Plants get a lot more infections at warm temperatures because their level of basal immunity is down.
Rising global temperatures are posing a threat not only to people and wildlife but plants as well. The question of why many plants succumb as the heat increases is now better understood, thanks to a team of scientists who have identified the mechanism in plant cells that regulates their immunity.
It has long been known that increased temperatures compromises plants’ ability to make a defense hormone called salicylic acid, which boosts their immune system against invaders. However, how this defense mechanism works at the molecular level wasn’t well understood.
Duke University biologist Sheng-Yang He and his team set out to find out by experimenting with a small flowering plant called Arabidopsis thaliana, a member of the mustard family that is related to such cultivated species as radish and cabbage.
The scientists realized that even brief exposure to excess heat can dramatically impact the plants’ hormonal defenses, leaving them more prone to infection by a bacterium called Pseudomonas syringae.
Under usual circumstances the levels of salicylic acid in a plant’s leaves grows by sevenfold in the face of an attack by the bacteria to stop the infection from spreading. However, when temperatures surpass 30 degress Celcius for just two days, plants lose their abailit to make enough defense hormone.
“Plants get a lot more infections at warm temperatures because their level of basal immunity is down,” the scientist explains.
He and his colleagues from Yale University, the University of California at Berkeley, and Tao Chen Huazhong Agricultural University in China began to wonder if there was a way to help plants retain their robust immune defense mechanism even as temperatures rise.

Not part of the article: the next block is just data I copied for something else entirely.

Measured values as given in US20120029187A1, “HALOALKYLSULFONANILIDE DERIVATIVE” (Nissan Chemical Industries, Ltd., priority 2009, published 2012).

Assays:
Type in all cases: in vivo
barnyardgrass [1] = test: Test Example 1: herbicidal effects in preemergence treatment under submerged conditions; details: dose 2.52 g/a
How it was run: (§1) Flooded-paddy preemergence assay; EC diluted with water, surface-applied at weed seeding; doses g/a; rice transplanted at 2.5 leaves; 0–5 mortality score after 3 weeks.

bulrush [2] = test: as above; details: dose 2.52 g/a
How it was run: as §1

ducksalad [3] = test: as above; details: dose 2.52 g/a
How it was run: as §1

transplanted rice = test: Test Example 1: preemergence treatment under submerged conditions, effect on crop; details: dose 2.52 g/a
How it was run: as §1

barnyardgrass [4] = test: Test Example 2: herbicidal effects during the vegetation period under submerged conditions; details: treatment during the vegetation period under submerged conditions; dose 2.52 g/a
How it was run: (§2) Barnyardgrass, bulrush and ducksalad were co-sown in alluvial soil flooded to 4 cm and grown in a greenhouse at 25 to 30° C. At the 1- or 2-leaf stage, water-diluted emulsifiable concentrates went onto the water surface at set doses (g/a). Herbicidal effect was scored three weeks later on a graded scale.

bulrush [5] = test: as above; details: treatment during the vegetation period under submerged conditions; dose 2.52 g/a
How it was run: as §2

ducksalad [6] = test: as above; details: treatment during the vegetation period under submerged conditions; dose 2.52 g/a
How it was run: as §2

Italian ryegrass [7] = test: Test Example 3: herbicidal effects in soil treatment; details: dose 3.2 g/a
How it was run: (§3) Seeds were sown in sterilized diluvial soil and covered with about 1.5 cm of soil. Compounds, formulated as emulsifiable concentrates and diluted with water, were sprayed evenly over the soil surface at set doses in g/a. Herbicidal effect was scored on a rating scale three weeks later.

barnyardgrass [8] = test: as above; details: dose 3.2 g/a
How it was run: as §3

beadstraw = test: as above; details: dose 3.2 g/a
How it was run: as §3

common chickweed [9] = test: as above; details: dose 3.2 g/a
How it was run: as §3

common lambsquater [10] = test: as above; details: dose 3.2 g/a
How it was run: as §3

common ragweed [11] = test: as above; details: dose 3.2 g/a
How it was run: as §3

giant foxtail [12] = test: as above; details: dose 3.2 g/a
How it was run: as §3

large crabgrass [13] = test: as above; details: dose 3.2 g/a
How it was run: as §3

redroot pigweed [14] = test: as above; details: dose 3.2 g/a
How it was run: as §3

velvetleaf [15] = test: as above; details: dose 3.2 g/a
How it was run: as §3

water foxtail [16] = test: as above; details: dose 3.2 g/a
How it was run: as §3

They decided to investigate by building on the work of another research team, which had found that heat-sensing molecules in plant cells called phytochromes essentially function as thermometers that sense warmer temperatures so that plants can activate their growth and flowering in the spring.
He and his colleagues created mutant plants whose phytochromes were always active regardless of the temperature, infected them with P. syringae bacteria, and grew them in warmer temperatures. What they found was that these mutants fared no better than normal plants and likewise failed to produce enough salicylic acid for self-protection.
So the scientists tried a different strategy. They compared gene activations in infected Arabidopsis plants at normal and elevated temperatures. It turned out that many of the genes that were suppressed at higher temperatures were regulated by a gene called CBP60g, which acts like a master switch that controls other genes. If CBP60g is turned off, several other genes get turned off as well.
It further transpired that the CBP60g gene doesn’t activate properly when it gets too hot, which compromises plants’ immune system. However, if the CBP60g gene is switched on permanently through genetic tinkering, plants can continue to keep their defense hormone levels up and bacteria at bay.
These findings, which are detailed in a study, could be good news for global food security as crops could be protected against heat stress as temperatures continue to rise as a result of climate change.
Already, up to 40% of food crops worldwide are lost to pests and diseases each year, costing the global economy some $300 billion, the scientists note.
It remains to be seen whether this strategy, which works in Arabidopsis plants, can be applied to other plants as well. However, the team has found that elevated temperatures also impair salicylic acid defenses in common crop plants such as tomato, rapeseed and rice.
“Follow-up experiments to restore CBP60g gene activity in rapeseed thus far are showing the same promising results. In fact, genes with similar DNA sequences are found across plants,” the scientists report in a statement on their findings.
“We were able to make the whole plant immune system more robust at warm temperatures. If this is true for crop plants as well, that’s a really big deal because then we have a very powerful weapon,” He says.